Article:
The tensions of Ferguson have found their way to the nonprofit world.
Early Tuesday morning brought this sharp exchange on Twitter between Amnesty International and the Center for Strategic and International Studies:
The sharp response was quickly followed by an apology:
Even if this is an instance of a low-level staffer impetuously hitting the tweet button, these are two organizations with markedly different missions.
Amnesty International is a global nonprofit campaigning “to end grave abuses of human rights.”
CSIS is a DC-based think tank dedicated to sustaining “American prominence and prosperity as a force for good in the world.”
One can see how their objectives might clash as the world’s attentions focus not only on Ukraine, Gaza and Iraq, but on suburban St. Louis.
For the first time, Amnesty has dispatched observers to the United States, sending a 13-person team to Ferguson to watch for possible human rights violations.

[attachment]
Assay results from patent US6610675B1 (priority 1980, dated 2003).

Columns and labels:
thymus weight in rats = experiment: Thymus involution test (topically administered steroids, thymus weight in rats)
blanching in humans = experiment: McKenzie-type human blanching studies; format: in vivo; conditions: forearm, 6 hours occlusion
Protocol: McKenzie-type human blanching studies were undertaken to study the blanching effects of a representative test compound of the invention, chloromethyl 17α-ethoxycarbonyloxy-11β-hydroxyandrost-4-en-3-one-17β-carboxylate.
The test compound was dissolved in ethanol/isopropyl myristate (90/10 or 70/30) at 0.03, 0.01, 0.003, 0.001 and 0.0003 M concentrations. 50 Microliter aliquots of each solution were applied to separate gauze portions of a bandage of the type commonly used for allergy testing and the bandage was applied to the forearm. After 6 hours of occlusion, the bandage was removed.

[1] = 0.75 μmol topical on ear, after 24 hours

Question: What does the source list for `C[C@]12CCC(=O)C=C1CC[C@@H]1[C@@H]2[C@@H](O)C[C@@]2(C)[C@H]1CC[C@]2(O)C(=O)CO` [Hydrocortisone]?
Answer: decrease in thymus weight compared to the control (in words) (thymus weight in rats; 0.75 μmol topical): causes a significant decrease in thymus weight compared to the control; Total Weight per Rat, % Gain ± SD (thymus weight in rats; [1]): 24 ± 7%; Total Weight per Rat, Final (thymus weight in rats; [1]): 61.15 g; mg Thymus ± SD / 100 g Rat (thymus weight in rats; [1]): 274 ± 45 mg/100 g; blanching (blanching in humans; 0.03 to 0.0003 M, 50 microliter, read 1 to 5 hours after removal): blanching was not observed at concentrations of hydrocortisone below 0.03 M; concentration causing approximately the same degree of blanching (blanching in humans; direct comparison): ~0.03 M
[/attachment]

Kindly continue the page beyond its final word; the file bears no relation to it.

Yet this is hardly the first time Amnesty has cast a harsh light on the U.S. During the George W. Bush administration it called Guantanamo Bay prison the “gulag of our times.”
The Bush White House countered that the organization’s criticism of the U.S. as a human-rights offender was “ridiculous.”
More recently, Amnesty has called on President Obama to curtail his use of drones and to cut off support to Israel’s armed forces.
Amnesty’s 11-member international board does not currently include an American. The organization does accept funding from such U.S.-based interests as Microsoft, Google, the Ford Foundation and George Soros’s Open Society Foundations.
CSIS draws many of its board members from the corporate world, and from the U.S. Defense and State departments. It overlaps with Amnesty in receiving financial support from Google, but its funders tend more to the right. Foundations providing grants to CSIS have included the Sarah Scaife Foundation, Allegheny Foundation and Smith Richardson Foundation.
The map below shows some of the top-level connections between CSIS and the White House: